Behavior modification, although the most articulately averse to formal statistics, is the main area that has given concerted attention to single subject methodology. Several books have been written, all of which can be read with profit, as they attack real problems that are also important in other areas. These books, like the present book, represent an empirical direction in design and analysis. Methodology consists in cumulative experimental procedure, not static precepts, but evolving knowledge systems. e
Each area faces its own special problems and needs to develop its own single subject methodology. Methodology is a continual concern of active investigators, and beginners in a field can profit from attention to issues of design and procedure in published articles. Much methodology, however, remains task- and area-specific lore. Efforts to crystallize such lore and make it useful to workers in other areas would be helpful.
Methodology is a bad word to many. Most investigators are truly concerned with methods, of course, but the term methodology suggests a dogmatic stance on standardization of procedure and correct data analysis. It connotes involvement in niceties and complexities of apparatus and especially statistics that are generally barren, often useless digressions, sometimes active hindrances to productive inquiry.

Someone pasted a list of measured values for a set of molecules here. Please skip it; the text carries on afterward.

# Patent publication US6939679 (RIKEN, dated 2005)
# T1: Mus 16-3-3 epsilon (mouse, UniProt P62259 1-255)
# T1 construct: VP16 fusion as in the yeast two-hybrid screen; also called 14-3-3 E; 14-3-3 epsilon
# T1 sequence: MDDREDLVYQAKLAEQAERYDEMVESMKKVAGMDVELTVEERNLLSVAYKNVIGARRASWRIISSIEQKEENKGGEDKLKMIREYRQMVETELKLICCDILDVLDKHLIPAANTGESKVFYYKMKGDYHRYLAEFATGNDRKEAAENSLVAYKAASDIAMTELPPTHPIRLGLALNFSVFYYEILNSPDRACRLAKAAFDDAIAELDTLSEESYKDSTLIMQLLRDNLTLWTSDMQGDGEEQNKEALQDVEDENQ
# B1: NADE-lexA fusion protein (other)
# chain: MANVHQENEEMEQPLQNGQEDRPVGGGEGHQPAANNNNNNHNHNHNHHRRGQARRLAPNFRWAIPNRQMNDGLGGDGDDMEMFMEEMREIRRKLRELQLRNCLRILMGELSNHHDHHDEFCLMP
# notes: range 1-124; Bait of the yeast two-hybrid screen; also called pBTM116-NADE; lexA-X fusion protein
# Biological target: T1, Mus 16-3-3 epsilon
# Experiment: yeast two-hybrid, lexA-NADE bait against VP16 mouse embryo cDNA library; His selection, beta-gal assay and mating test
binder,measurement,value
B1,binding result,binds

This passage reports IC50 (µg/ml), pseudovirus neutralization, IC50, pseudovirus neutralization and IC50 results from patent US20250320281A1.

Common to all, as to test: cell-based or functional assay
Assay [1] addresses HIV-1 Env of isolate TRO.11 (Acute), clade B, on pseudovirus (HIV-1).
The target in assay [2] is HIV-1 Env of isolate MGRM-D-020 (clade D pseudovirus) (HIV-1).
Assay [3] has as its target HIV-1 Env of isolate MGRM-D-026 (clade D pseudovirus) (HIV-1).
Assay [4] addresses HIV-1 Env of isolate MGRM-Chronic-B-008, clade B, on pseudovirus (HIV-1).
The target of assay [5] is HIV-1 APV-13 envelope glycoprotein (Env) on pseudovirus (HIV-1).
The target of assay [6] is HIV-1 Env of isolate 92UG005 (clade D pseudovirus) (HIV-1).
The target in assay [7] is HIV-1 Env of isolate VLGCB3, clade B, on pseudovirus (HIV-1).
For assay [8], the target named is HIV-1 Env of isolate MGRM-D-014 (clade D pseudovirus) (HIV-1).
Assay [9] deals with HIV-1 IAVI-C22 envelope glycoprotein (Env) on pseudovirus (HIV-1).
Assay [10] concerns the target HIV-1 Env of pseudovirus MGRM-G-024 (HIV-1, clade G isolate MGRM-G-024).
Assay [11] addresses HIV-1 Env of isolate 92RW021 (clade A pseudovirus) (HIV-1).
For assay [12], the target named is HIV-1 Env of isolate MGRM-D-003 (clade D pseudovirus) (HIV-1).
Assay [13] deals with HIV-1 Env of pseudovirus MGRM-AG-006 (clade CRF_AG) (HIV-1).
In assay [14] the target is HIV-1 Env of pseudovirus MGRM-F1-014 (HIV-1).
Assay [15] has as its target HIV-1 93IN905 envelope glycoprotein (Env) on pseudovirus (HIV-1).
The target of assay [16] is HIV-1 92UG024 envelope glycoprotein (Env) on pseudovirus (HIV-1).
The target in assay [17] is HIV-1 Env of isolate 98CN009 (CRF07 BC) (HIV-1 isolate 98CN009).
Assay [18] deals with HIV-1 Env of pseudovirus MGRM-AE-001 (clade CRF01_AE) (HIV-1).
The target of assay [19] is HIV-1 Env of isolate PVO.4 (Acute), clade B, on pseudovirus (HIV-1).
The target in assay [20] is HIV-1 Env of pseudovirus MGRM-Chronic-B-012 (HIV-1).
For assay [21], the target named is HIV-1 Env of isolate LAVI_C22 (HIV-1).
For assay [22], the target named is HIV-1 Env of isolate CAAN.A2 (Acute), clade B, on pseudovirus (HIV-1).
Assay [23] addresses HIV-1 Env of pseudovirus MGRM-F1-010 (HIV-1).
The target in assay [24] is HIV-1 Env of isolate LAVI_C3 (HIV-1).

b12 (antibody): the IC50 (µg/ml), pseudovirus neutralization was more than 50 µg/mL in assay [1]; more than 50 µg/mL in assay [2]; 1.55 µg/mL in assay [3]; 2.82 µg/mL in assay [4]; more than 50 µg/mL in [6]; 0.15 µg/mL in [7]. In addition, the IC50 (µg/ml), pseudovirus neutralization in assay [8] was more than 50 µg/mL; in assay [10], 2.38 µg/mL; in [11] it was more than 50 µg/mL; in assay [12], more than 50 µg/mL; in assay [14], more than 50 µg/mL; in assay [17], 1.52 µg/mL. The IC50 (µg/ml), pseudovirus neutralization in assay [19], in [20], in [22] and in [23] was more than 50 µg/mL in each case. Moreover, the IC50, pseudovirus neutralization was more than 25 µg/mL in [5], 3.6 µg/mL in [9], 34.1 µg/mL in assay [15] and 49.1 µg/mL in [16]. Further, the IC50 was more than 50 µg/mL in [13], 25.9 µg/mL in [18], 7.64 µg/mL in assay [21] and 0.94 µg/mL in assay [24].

Properly considered, however, methodology is an organic part of substantive inquiry. Necessarily so, for the validity of methods derives from the empirical results that they bring in.… Knowledge is not divorced from the methods by which it was acquired; those methods themselves constitute an integral part of knowledge. (Anderson, 1982, p. 349.)
For helpful comments on drafts of this chapter, I am indebted to Ted Carr, Joe Farley, Etienne Mullet, Laura Scbreibman, Saul Sternberg, Ben Williams, and Wendy Williams.